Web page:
SR 371 U.S. Congress; making renewed application to call for a convention for purpose of proposing an amendment
Campaigns and Elections
Secretary of State Brian Kemp has set the 2016 Presidential Preference Primary elections on March 1st, the earliest date allowed by the Republican National Committee for any of the states other than the four traditional early states to hold a primary without reduction of the state’s voting strength at the national convention.
Further, he proposed a regional “Southeastern Super Tuesday“ primary on that day. As Chairman of the Republican Secretaries of State Committee, his proposal will at least be seriously considered by his southeastern counterparts. From the AJC:
“I believe that will give us an opportunity to have a say in the Presidential race,” said Kemp, who volunteered that he has already spoken with his election colleagues in other southern states about joining forces in 2016.
“I’ve had great conversations with folks in Alabama, Mississippi, Arkansas and Louisiana,” Kemp said in a live interview on WSB Radio in Atlanta.
As of now, both Tennessee and Georgia are aiming at primaries on March 1, 2016 – the other southern states are still TBD – but Kemp, a graduate of the University of Georgia, knows what he wants to see in 2016 from the south.
“We’re also proposing calling this an ‘SEC Primary’ if you will,” Kemp said, referring to the college football conference that has been at the top of that sport in recent years.
Georgia Senate Majority Leader Ronnie Chance (R) announced from the well of the Senate yesterday that he will not run for reelection.
Chance spoke the TheCitizen.com about his decision:
Chance explained that his decision was based on his family, his company and an acknowledgment he made when he entered office a decade ago.
“I said when I first ran 10 years ago that I would know when the time has come. And it came,” said Chance. “I said I would term-limit myself.”
Asked about his future plans, Chance said there are “no (political) appointments out there and no hidden agenda.”
Senate President Pro Tem David Shafer (R) released this statement:
“Ronnie Chance has been a friend for over 20 years, and it has been my honor to serve with him in the State Senate. He will be greatly missed as Senate Majority Leader and as a member of this body. I wish him and his beautiful family all the best.”
From the AJC on Chance’s announcement:
[Governor Nathan] Deal said in a statement that “Ronnie has served the people of his district with distinction for 10 years.”
“As a majority leader and as a committee chairman, Ronnie has led and shaped laws that benefit the entire state of Georgia,” Deal said. “As a floor leader for my administration, he worked with me to pass legislation that saved the HOPE Scholarship for the next generation of our best and brightest students. I’ve known Ronnie since he was an aide to former Congressman Mac Collins, so he’s not just a colleague but also a friend. I thank him for his years of service, and I wish him and his family all the best.”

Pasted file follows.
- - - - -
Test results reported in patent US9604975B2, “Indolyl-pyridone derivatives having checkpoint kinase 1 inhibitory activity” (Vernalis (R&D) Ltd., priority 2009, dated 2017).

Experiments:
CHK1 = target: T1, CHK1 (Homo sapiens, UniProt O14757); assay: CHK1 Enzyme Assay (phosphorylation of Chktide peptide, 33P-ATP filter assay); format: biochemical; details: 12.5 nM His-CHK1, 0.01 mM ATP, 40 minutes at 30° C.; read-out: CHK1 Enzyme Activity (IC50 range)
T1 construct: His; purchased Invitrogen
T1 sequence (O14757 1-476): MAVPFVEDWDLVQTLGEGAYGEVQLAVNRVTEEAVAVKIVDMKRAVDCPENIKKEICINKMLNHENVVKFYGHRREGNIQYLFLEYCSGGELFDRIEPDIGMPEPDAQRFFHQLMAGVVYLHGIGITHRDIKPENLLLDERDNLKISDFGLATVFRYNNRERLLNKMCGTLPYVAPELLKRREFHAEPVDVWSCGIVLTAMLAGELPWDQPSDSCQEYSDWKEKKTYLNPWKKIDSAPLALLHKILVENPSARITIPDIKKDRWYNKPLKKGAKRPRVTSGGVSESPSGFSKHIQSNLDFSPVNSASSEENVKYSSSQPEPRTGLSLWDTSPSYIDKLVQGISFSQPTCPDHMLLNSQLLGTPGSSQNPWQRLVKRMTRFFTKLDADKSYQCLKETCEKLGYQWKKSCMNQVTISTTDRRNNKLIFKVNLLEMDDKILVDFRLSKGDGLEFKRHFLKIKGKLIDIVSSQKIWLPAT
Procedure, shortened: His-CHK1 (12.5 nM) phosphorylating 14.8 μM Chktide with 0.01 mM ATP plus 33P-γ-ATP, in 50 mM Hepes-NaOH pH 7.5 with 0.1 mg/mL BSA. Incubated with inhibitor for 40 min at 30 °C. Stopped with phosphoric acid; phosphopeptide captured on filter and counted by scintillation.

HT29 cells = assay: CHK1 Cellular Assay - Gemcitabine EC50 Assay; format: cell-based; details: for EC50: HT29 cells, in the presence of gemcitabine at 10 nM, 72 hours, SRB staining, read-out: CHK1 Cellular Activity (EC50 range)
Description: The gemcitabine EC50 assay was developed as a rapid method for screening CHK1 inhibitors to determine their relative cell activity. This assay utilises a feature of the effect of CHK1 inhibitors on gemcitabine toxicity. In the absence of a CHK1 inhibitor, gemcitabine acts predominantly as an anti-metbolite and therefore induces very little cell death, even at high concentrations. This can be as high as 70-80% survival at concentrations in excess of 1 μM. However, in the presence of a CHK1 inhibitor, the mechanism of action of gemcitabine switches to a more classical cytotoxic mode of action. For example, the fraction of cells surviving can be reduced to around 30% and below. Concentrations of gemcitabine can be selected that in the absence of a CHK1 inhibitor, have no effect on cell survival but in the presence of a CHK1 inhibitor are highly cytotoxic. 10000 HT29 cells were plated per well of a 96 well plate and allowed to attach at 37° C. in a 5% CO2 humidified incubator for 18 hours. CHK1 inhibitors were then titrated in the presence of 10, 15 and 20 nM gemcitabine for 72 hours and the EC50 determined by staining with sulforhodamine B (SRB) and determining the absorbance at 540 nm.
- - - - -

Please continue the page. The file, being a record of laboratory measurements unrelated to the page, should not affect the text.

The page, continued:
Lt. Gov. Casey Cagle, meanwhile, praised Chance “as an effective and trusted leader in the General Assembly’s upper chamber (who) played a critical role in countless policy issues we have confronted as a state.”
“While we in the Senate will miss his principled leadership, wise counsel and relentless commitment to moving our state forward,” Cagle said, “I wish him the very best as he returns to private life and know that he looks forward to spending more time with his lovely wife, Cressida, and their three precious daughters.”
Chance’s retirement means that the position of Majority Leader will be open for election after the 2014 General Election. Also vacant will be the Majority Whip slot as Sen. Cecil Staton is not running for reelection, and Chief Deputy Majority Whip, as the current holder, Sen. Buddy Carter, is running for Congress. Senate Majority Caucus Chair Butch Miller and Senate President Pro Tem David Shafer are running for reelection as far as we know.
Senator Jack Murphy has drawn another challenger for Senate District 27. Jack Schiff has started a Senate campaign Facebook page for that seat. Previously announced challenger to Murphy is Michael Williams.
University of Virginia Political Science Professor Larry Sabato downgraded the Governor’s race from “Safe Republican” to “Likely Republican.”
In Georgia, Gov. Nathan Deal (R) avoided another weather-related catastrophe last week, although he — along with Atlanta Mayor Kasim Reed (D) — struggled mightily during a paralyzing snowstorm in January. Responses to natural disasters or statewide crises can have a markedly positive or negative effect on governors, although Deal might’ve gotten a do-over of sorts with a smooth state handling of the second storm. Perhaps more seriously, Deal has been dogged by ethical questions in office, and there’s a possibility that they could be a liability in the fall. Assuming he defeats a pair of primary opponents, Deal is slated to face state Sen. Jason Carter (D), grandson of former President Jimmy Carter, in the fall.
Democrats are banking on demographic changes in the Peach State to make these races competitive, and Georgia is slowly moving in the Democrats’ direction: As one shrewd local observer told us, Atlanta’s suburbs, politically, are similar to Northern Virginia 15 years ago, and we know how Democratic that region has become. But for this year’s elections, the more important factor for Democratic statewide campaigns here is the quality of the Republican candidates. Carter needs Deal to be in trouble to win, and Michelle Nunn (D), a promising Senate candidate, is banking on a bad Republican nominee to emerge in the open U.S. Senate race.
We’re moving the Georgia gubernatorial contest from Safe Republican to Likely Republican.